Charge your mind's batteries with a hike.
Hiking is a pretty solid aerobic exercise that burns around 400-700 calories per hour. This is great on its own, but aerobic exercise also has a really positive effect on your brain: it improves your memory. It's even being studied as a way to help seniors fight off dementia, because it doesn't just increase your ability to store information, it also reduces memory loss. Outdoor activity has also been shown to improve grades, so it's a pretty solid choice all around for juicing your grey matter.
Feel better about yourself, from your sweaty head down to your muddy boots.
According to a 2010 report in the Journal of Environmental Science and Technology, even getting out into nature for five minutes at a stretch is enough to give your self-esteem a substantial upgrade. Spending the entire day outdoors results in a second jump upwards! Walking near water seemed to have the biggest effect, so when planning your next hike, be sure to seek out a location with some great streams, rivers, or lakes.
Is hiking the solution to all of life's woes? Probably not. But what science is showing is that it's actually a pretty solid candidate for making everyone's lives a lot better, with very little input. If you already hike, good for you! If you'd like to start, find yourself a sturdy, comfortable pair of shoes or boots and head to a website like EveryTrail, which can help you find your way to the nearest nature.
Be sure to SHARE this story with your friends and family!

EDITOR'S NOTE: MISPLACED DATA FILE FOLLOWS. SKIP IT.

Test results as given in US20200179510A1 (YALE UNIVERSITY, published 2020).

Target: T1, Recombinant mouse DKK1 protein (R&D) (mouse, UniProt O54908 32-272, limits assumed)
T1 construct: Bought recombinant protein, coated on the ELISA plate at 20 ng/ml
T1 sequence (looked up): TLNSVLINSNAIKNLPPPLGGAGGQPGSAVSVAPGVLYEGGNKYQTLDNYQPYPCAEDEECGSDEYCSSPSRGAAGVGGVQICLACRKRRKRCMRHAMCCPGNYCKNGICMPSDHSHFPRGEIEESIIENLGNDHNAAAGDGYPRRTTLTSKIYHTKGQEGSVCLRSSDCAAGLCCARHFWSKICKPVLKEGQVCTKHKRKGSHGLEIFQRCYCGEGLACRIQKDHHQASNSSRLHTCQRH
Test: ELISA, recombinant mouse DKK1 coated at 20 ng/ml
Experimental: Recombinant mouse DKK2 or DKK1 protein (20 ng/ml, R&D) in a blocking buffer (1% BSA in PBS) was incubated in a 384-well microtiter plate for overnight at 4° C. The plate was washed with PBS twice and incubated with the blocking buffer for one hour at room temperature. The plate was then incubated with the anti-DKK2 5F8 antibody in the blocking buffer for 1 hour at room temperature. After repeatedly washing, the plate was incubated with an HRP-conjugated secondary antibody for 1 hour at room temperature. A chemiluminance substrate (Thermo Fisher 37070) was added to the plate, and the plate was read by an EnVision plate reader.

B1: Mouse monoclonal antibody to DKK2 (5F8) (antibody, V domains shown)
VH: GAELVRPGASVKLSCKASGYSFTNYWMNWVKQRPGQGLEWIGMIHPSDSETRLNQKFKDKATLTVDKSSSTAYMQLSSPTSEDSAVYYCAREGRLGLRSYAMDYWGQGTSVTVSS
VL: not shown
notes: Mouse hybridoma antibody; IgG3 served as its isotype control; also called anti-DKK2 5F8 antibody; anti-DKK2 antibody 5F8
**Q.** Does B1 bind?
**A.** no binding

H/T: Collective Evolution
Sent from my iPhone
Saturday, May 21, 2016
3 Steps to be StigmaFree for Mental Health Month
Thank you for your support of this growing mental health movement. By taking the NAMI pledge to be #StigmaFree you've joined more than ten thousand Americans who are changing the world for the better.For May's #MentalHealthMonth, we encourage you to join us in helping to raise awareness with any of these easy actions:
Act on it1 in 5 Americans experience a mental health condition each year and yet half do not get any mental health care! Now is the time to take action on mental health issues that affect nearly 60 million people in the U.S. TellCongress to VOTE YES for mental health care reform, S 2680 (Senate Bill 2680).
Share itSpread the word to your social networks and share the mental health month messages and images, follow us on social media and track the #StigmaFree hashtag to engage in the community conversation.Live itBreak down harmful stereotypes by educating yourself and others with the latest news and information. Consider giving a gift that will allow us to continue making a difference.We appreciate your support in helping us build a movement and your participation helps make it possible. For even more ways to get involved this month, visit www.nami.org/mhm.
National Alliance on Mental Illness
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Arlington, VA 22203
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If you ever got a pebble inside your shoe you know that the pain will not end until you do something about it. And you know that a small pebble can feel like something much larger than its actual size. In life I dealt with my share of "pebbles". They not only caused me pain but distraction from happy moments. I write about these life experiences while growing up in rural America.
Let's not let the small pains rob us of our happiness. Remove quickly any pebbles you get inside your shoe!
Thursday, May 19, 2016
Wednesday, May 11, 2016
780 Bolivar Hwy. (Hwy 18)
Jackson, TN 38301
We still meet every Monday night from 6:30pm-8:00pm at the church.
We also offer a Friends and Family meeting twice a month on the 1st and 3rd Monday nights.
Feel free to contact us at (731)215-7200 or firstname.lastname@example.org if you need any further assistance.